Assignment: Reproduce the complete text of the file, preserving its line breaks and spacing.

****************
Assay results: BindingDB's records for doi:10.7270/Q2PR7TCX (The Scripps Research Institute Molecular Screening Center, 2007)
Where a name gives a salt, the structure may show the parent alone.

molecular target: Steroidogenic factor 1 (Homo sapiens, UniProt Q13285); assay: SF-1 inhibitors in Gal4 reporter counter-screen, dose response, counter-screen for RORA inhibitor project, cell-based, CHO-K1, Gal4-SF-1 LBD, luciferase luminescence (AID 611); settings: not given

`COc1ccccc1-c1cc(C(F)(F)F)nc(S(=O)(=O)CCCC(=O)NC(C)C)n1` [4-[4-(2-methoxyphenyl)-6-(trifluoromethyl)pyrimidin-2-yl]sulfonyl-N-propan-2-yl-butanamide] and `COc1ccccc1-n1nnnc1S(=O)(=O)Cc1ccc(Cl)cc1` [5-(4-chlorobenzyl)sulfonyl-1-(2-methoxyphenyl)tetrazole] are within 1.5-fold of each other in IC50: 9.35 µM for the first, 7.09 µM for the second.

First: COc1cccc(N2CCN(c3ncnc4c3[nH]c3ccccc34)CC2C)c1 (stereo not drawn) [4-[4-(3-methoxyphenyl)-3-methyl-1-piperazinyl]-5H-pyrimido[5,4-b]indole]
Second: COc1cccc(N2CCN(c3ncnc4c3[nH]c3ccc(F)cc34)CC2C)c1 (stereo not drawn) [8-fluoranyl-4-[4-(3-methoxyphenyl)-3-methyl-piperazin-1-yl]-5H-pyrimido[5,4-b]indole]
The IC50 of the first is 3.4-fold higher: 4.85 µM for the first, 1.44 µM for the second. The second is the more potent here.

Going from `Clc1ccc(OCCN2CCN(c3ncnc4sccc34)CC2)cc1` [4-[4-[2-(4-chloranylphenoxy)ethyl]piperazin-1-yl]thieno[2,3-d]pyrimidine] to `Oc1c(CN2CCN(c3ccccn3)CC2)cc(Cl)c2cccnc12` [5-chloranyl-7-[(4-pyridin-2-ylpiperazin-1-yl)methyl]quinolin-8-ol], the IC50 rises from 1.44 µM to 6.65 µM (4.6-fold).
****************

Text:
Assay results: BindingDB's records for doi:10.7270/Q2PR7TCX (The Scripps Research Institute Molecular Screening Center, 2007)
Where a name gives a salt, the structure may show the parent alone.

molecular target: Steroidogenic factor 1 (Homo sapiens, UniProt Q13285); assay: SF-1 inhibitors in Gal4 reporter counter-screen, dose response, counter-screen for RORA inhibitor project, cell-based, CHO-K1, Gal4-SF-1 LBD, luciferase luminescence (AID 611); settings: not given

`COc1ccccc1-c1cc(C(F)(F)F)nc(S(=O)(=O)CCCC(=O)NC(C)C)n1` [4-[4-(2-methoxyphenyl)-6-(trifluoromethyl)pyrimidin-2-yl]sulfonyl-N-propan-2-yl-butanamide] and `COc1ccccc1-n1nnnc1S(=O)(=O)Cc1ccc(Cl)cc1` [5-(4-chlorobenzyl)sulfonyl-1-(2-methoxyphenyl)tetrazole] are within 1.5-fold of each other in IC50: 9.35 µM for the first, 7.09 µM for the second.

First: COc1cccc(N2CCN(c3ncnc4c3[nH]c3ccccc34)CC2C)c1 (stereo not drawn) [4-[4-(3-methoxyphenyl)-3-methyl-1-piperazinyl]-5H-pyrimido[5,4-b]indole]
Second: COc1cccc(N2CCN(c3ncnc4c3[nH]c3ccc(F)cc34)CC2C)c1 (stereo not drawn) [8-fluoranyl-4-[4-(3-methoxyphenyl)-3-methyl-piperazin-1-yl]-5H-pyrimido[5,4-b]indole]
The IC50 of the first is 3.4-fold higher: 4.85 µM for the first, 1.44 µM for the second. The second is the more potent here.

Going from `Clc1ccc(OCCN2CCN(c3ncnc4sccc34)CC2)cc1` [4-[4-[2-(4-chloranylphenoxy)ethyl]piperazin-1-yl]thieno[2,3-d]pyrimidine] to `Oc1c(CN2CCN(c3ccccn3)CC2)cc(Cl)c2cccnc12` [5-chloranyl-7-[(4-pyridin-2-ylpiperazin-1-yl)methyl]quinolin-8-ol], the IC50 rises from 1.44 µM to 6.65 µM (4.6-fold).